One of the most stressful aspects of organising weddings is working out how you are going to pay for it.
This is not surprising given weddings these days can quite literally cost the same as a house deposit! In 2013, the average Australian wedding had a price tag of $48,296 quite likely the most money a couple will ever spend on a single event in their entire lives. Now in case your mind is stuck on that figure (mine certainly was the first time I read it!) here is the breakdown of how that money was spent according to IBISWorld:
- Food 31% of costs
- Flowers, stationary and other expenses 25.6%
- Venue 20.6%
- Wedding dress, clothing and accessories 11.8%
- Photography and film production 11%
Given the amount of money being talked about, it is understandable that one of the first areas that gets discussed during the wedding planning is who will pay for what?
In days of old, the majority of wedding costs were paid for by the bride’s parents. Whilst the groom and his family had some costs, it was largely the bride and her family that bore the most financial burden. Typically, some of the costs were separated like this:
Bride and her Family
- The engagement party
- Reception costs food, music, decorations, venue hire, entertainment etc
- Bride’s wedding dress, accessories, hair, makeup and beauty treatments
- Invitations, mailing costs, newspaper announcements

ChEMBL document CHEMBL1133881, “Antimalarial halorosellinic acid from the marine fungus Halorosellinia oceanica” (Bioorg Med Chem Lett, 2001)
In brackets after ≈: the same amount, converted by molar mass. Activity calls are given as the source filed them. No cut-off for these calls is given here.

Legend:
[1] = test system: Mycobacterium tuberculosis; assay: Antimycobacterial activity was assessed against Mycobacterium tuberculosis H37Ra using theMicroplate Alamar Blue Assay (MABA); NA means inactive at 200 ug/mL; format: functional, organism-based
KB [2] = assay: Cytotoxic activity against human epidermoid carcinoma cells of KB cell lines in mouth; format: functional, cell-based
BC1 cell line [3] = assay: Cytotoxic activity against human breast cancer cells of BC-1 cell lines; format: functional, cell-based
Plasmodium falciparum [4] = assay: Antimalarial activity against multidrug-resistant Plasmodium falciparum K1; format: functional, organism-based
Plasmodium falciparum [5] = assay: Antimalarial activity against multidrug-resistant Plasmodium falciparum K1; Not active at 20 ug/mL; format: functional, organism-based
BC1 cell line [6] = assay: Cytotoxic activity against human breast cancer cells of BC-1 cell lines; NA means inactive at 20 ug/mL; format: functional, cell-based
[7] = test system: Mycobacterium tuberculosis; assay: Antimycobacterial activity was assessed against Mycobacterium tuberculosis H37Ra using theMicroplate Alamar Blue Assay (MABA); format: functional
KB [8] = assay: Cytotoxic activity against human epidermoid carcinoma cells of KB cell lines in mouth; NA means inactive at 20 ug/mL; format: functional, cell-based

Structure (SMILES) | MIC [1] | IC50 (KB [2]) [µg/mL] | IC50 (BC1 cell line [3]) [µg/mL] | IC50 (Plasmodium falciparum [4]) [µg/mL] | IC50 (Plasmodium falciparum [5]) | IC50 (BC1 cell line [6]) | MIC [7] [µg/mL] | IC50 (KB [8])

- The groom’s wedding ring and present
- Gifts for bridesmaids
- Wedding cake
- Transportation on the wedding day
Groom and his Family
- The rehearsal dinner
- The bride’s wedding and engagement rings
- The honeymoon
- Gifts for the groomsmen
- Fee for the officiant
- Bridal bouquet, corsages for mothers and boutonnieres for the men in the wedding party
- Gift for the bride
Today, many couples are in their 30’s by the time they marry and already living together so often choose to pay for the majority, if not all of the wedding costs, themselves. The sharing of costs between both sides is common and acceptable these days depending on the families financial situations. Some of the ways that modern day weddings split up costs include:
- The bride and groom pay for it all.
- Each family gives a contribution or gift, with the bride and groom paying for the rest
- Splitting the costs in three equal parts between the bride’s parents, groom’s parents and the bride and groom
- The wedding costs (either all the costs or just the reception costs) being split up into a per head cost with each family paying for their guests.
Regardless of the way you choose to go, having an open discussion about wedding costs with your partner (and his/her parents) as early as possible is the way to go.